There is a widespread concern among clinicians that anti-depressant drugs can worsen seizures; such a worry is one of the more frequent causes that has limited the prescription of these drugs in PWE who suffer from a depressive disorder. Yet, a careful review of the literature shows that in the general population, an anti-depressant-related increased risk of epileptic seizures has been limited to four anti-depressant drugs: clomipramine, maprotiline, amoxepine and bupropion, and to tricyclic anti-depressant drugs at high plasma serum concentrations resulting from overdoses or encountered in individuals with a genetic predisposition to be a slow metabolizer.
In animal models of epilepsy, anti-depressant drugs that increase the synaptic concentration of serotonin and epinephrine have been found to have anti-convulsant properties. A recent study appears to confirm a 'protective' effect of SSRIs and SNRIs in depressed patients: Alper et al. compared the incidence of seizures between depressed patients randomized to placebo and SSRIs (citalopram, fluoxetine, fluvoxamine), the SNRI venlafaxine and the a2-antagonist mirtazapine in the course of regulatory studies submitted to the Food and Drug Administration (FDA) . The seizure frequency among patients randomized to placebo was 1501.5 seizures/100 000 years, while that of patients randomized to the antidepressants was 534.8 seizures/100 000 years. These data clearly indicate the relatively high occurrence of seizures in depressed patients (relative to that of the general population) but it is significantly higher among patients randomized to placebo. These data raise the question of whether the seizure occurrence in depressed patients is an expression of the increased risk of developing epilepsy associated with a history of depression referred to above.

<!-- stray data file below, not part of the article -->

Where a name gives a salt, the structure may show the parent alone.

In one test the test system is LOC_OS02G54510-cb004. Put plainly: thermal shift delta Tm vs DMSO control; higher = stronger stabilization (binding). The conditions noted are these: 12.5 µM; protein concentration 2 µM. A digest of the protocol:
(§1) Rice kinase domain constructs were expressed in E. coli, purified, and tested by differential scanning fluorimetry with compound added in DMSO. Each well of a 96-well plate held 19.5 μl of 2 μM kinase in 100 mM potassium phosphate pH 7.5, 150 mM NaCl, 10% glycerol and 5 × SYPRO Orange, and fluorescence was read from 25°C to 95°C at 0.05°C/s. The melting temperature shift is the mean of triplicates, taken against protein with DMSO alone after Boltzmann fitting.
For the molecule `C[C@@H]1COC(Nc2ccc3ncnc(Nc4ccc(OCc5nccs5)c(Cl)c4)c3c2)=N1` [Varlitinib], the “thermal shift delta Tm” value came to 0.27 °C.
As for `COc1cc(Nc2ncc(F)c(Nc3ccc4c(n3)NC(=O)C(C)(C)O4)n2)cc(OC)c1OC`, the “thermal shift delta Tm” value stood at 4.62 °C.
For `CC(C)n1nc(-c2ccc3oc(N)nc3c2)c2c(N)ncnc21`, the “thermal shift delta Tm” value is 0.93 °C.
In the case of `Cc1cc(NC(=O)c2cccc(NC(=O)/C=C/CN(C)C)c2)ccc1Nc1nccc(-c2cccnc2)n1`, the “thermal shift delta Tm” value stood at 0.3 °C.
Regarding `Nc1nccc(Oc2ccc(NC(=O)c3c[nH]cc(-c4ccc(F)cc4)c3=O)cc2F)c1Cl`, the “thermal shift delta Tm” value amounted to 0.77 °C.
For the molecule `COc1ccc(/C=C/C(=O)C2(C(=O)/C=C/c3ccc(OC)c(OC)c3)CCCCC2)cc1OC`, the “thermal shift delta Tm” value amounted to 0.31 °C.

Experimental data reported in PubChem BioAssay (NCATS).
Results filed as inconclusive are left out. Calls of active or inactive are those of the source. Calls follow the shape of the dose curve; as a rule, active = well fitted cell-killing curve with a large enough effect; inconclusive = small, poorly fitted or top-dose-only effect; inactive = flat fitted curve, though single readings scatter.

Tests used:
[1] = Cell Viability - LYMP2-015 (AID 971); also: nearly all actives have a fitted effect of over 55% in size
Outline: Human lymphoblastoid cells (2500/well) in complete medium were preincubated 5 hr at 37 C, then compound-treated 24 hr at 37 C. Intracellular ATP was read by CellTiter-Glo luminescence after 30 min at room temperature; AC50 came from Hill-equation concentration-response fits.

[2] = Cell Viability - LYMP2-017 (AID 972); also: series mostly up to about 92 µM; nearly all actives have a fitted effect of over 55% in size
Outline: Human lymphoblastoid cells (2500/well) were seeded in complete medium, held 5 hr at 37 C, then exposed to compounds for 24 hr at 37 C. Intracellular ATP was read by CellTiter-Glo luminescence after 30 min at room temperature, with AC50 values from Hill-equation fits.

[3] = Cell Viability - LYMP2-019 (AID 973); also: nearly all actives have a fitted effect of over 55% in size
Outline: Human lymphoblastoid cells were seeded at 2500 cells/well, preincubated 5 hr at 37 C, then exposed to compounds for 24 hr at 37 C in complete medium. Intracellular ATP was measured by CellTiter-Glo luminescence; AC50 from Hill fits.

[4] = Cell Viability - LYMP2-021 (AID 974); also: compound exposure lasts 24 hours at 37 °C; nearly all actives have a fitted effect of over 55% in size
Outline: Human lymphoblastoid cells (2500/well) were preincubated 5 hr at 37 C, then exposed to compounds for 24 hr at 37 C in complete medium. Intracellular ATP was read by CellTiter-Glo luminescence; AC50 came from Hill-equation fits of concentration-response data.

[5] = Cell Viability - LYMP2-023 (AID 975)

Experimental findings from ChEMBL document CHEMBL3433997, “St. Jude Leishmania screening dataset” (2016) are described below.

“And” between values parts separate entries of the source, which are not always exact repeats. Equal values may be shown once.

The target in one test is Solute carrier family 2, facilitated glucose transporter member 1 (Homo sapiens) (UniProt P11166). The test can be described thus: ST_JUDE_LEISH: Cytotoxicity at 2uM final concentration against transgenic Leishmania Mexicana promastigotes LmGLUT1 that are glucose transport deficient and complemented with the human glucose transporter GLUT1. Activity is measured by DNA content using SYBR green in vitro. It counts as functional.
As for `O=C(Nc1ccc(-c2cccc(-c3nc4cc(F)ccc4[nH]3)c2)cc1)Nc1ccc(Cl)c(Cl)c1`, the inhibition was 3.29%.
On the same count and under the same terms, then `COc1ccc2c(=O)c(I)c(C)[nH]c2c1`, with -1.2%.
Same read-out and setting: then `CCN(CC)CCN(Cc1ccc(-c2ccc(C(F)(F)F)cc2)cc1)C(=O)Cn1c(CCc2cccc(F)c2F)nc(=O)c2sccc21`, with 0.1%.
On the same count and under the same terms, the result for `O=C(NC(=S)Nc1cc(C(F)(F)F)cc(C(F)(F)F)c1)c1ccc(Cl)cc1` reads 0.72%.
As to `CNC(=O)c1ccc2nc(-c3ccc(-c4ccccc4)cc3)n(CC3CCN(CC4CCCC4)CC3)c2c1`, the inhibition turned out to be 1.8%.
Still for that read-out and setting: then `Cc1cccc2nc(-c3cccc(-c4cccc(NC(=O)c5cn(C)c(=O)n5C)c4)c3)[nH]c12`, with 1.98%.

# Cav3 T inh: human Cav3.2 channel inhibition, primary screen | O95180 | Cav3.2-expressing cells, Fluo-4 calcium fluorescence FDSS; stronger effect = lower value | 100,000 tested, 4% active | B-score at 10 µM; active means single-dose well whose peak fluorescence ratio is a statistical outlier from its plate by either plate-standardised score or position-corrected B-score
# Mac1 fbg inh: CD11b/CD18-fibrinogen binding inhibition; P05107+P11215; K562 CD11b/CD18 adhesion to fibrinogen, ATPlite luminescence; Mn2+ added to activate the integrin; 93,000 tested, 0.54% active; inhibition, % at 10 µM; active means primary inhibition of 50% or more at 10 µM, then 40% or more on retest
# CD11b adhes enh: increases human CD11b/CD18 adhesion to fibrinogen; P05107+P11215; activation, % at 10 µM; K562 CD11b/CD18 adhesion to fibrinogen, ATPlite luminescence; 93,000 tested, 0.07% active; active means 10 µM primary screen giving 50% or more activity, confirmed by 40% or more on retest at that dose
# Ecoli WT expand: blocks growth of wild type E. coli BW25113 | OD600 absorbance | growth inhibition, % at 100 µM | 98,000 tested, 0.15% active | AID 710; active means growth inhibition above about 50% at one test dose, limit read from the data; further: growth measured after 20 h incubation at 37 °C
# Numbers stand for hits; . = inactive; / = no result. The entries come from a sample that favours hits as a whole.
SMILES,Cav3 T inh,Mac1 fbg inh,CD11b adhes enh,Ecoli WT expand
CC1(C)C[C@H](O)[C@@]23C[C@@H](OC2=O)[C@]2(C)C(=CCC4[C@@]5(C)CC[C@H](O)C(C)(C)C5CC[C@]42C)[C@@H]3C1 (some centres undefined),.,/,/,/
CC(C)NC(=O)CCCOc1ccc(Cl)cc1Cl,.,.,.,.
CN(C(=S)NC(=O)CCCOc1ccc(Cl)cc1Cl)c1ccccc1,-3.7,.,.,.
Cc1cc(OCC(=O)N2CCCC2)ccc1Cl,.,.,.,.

Anti-depressant drugs of the SSRI family are in general safe when used in PWE. Three open trials with SSRIs have found a decrease in seizure frequency in patients with refractory partial epilepsy and one double-blind placebo-controlled study with tricyclic anti-depressants (TCAs) found a significant reduction in absence seizures [18-20]. Finally, in a study of 100 patients with epilepsy, most of whom had pharmacoresistant epilepsy, sertraline was found to definitely worsen seizures in only one patient, while in five patients there was a transient increment in seizure frequency which subsided without any changes in dose . We have used the SNRI venlafaxine in more than 100 PWE without identifying any worsening of seizure type or frequency (unpublished data).
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